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  • Writer's pictureLorna Hamilton

The Joys Of Distilling


Photo of their bottles and logos for CY Distillery and Righand Distillery. Photo submitted

Back in the day, Brent Convey made a hooch with his dad in the basement of their home when he lived just south of Vermilion. While working in the energy industry, Convey resided in Saudi Arabia and expanded his distilling knowledge of alcohol because it was a dry country. After moving to Seguin Texas, he expanded his passion for making liquor by owning and operating CY Distillery.

“Liquor has been part of many or most of my decisions, so I thought I might as well make some money at it. A friend of mine in Alberta owns Righand Distillery and offered to partner up and expand into the USA,” commented Convey. Convey also noted that their distillery isn’t of the norm with a bar or pub attached to it; and that their goal is to produce a great whiskey, bourbon, and vodka and said, “We make liquor using all the tech from the 1960s, I’m not sure what makes it good and taste is subjective. What makes our product unique is we gather our bourbon mash grains from local farmers and use well water straight from the aquifer, and we don’t add any chemicals or other accelerants. Just mill the grains insight and good clean water. Then it comes down to running the still (named George after his grandfather) removing the heads and tails from every distillation process. We do this by taste throughout the spirit runs.”

Convey explained that the alcohol they boiled off through the condenser of the actual still is collected and they distill it multiple times depending on what they are doing to refine it more and more. Vodka is the white liquor, and anything stored in wood is whiskey. They make bourbon on an almost daily basis but are making a mash every day for one alcohol or another.

“We have to age our liquor in-house, and we also have a blended whiskey that like a Canadian Rye Whiskey, blended with rye whiskey, blended with wheat whiskey, and blended with corn whiskey. All three are whiskey but corn whiskey is bourbon,” said Convey.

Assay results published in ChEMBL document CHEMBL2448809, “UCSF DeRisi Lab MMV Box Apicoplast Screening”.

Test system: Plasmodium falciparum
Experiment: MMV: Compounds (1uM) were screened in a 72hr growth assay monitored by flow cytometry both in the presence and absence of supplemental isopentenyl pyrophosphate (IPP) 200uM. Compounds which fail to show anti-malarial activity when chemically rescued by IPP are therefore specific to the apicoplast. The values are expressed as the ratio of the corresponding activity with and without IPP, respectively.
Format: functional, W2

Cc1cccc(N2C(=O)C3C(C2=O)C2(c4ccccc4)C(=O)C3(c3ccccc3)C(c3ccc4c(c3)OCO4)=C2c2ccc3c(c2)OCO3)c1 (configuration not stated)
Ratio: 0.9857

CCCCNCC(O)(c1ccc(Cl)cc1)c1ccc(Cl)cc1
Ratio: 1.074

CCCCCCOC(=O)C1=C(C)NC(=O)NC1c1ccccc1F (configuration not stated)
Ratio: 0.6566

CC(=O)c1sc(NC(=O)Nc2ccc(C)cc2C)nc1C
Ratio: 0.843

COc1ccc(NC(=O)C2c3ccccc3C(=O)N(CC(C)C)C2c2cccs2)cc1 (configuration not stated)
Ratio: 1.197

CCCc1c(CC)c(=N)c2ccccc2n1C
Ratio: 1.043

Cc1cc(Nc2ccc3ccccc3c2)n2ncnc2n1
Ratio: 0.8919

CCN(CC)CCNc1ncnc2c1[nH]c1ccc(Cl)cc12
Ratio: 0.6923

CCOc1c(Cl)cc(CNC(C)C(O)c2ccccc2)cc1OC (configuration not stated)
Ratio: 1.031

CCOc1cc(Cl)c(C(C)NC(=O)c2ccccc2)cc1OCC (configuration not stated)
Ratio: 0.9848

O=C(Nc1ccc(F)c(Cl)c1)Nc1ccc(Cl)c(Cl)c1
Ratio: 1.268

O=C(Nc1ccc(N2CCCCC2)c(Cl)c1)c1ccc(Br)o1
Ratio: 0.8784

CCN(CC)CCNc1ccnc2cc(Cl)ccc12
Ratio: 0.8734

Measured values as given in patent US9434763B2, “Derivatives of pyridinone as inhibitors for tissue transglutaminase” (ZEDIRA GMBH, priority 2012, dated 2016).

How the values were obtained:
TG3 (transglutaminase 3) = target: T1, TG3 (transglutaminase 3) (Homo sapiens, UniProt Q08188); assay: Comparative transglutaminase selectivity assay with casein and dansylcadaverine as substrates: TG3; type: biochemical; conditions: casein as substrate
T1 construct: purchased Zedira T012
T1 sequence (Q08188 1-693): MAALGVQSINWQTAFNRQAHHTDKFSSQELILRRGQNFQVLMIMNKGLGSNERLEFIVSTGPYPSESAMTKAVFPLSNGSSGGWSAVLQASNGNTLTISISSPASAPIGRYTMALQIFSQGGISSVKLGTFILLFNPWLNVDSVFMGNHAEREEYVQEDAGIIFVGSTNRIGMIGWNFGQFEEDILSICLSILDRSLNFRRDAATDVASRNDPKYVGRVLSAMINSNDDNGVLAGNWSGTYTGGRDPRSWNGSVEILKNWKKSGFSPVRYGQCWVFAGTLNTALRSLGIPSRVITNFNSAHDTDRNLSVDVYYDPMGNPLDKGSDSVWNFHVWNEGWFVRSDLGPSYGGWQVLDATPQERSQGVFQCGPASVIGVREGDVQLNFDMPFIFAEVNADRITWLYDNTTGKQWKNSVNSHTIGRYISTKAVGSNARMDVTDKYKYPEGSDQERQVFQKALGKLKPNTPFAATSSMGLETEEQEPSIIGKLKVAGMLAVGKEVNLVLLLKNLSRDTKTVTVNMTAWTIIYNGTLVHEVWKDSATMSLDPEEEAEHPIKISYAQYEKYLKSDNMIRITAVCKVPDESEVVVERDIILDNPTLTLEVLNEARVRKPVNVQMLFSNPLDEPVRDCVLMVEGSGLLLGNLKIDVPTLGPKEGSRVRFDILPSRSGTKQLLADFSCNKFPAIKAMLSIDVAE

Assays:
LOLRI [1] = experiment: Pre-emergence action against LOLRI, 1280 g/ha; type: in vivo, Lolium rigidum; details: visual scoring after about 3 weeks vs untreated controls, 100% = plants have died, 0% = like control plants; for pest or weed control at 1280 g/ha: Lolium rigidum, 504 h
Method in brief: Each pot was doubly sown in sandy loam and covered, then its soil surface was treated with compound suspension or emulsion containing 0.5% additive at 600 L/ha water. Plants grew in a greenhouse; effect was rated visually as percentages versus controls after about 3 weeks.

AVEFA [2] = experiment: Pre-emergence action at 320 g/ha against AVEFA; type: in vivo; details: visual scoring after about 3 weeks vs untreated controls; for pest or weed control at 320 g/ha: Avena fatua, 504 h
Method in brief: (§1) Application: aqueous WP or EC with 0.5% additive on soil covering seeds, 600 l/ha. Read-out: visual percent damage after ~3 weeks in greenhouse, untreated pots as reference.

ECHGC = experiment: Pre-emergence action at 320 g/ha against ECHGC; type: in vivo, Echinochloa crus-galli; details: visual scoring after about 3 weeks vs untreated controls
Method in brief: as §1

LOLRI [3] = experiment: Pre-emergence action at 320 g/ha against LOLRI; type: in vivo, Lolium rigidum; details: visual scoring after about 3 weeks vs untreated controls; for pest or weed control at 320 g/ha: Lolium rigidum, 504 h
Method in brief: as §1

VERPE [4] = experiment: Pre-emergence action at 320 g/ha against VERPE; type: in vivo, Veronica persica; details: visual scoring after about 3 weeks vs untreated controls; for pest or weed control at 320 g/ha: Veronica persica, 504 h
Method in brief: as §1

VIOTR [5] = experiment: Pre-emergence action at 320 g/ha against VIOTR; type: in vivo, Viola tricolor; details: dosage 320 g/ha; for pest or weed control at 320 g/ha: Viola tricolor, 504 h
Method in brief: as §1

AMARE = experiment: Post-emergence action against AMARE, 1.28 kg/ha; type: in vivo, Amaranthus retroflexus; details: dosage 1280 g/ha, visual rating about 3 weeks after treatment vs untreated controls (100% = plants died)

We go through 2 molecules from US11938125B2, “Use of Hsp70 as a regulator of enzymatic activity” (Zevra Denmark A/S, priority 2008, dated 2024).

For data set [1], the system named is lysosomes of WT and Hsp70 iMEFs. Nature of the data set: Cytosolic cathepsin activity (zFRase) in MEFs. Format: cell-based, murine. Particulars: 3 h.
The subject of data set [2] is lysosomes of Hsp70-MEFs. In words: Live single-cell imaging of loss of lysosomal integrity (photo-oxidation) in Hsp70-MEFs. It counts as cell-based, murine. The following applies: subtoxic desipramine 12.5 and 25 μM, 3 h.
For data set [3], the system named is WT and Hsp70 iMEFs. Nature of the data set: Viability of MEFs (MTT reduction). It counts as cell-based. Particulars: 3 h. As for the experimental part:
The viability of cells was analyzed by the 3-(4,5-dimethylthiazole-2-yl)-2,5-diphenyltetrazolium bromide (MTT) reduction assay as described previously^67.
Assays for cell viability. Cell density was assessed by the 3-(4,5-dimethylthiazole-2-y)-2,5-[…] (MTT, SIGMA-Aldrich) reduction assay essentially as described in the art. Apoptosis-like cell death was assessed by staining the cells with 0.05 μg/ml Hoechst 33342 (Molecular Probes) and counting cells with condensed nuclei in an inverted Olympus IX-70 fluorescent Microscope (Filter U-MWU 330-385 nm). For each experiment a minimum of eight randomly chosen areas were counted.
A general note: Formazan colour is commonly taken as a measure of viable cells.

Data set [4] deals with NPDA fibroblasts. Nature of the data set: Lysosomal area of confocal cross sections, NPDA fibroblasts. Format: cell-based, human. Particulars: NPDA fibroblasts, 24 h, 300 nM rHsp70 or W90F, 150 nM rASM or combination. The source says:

CY Distilling currently produces whiskey, bourbon, and vodka, as well as an Irish crème which is the recipe of his business partner Righand Distillery. They are releasing another version which will be butter pecan in both the U.S. and in Alberta.

The owner of Righand Distillery has been a mentor for Convey, and they are using Righands bottles and logo for the three they have in production at the moment as well as their own.

The graphic which forms the CY Distillery logo is Conveys’ family brand and came from his grandfather and his family, an immigrant from Northern Ireland. The same simple cattle brand they brought with them all those years ago now adorns CY Distillery bottles, which are designed to reflect Convey’s past in the oil industry.

Convey has a working cattle farm and uses the mash produced to help supplement his herd.

“During the process, we take the grains (locally sourced) and boil them down into a mash; almost like a thick chowder. We then add yeast, though there are some mashes we don’t add the yeast, either way, you allow the fermentation process. Then we cook off the alcohol from the water, corn or barley whatever grain we are cooking with. We feed that mash (by-product) to our cattle on our farm,” commented Convey. Convey added that his cattle eat about 100 pounds of spent bourbon mash every day per animal and that the supplement feed source provides a finishing ration for their cattle every day of their lives.

“This is a full circle from the field to the flask to the plate. It creates a pretty nice dinner if you ask me. Growing up in the Preston 4H beef club and on my Mom’s family farm (Westman Farms) I learned a couple of things about raising cattle. My cattle are the fattest in Texas,” said Convey.

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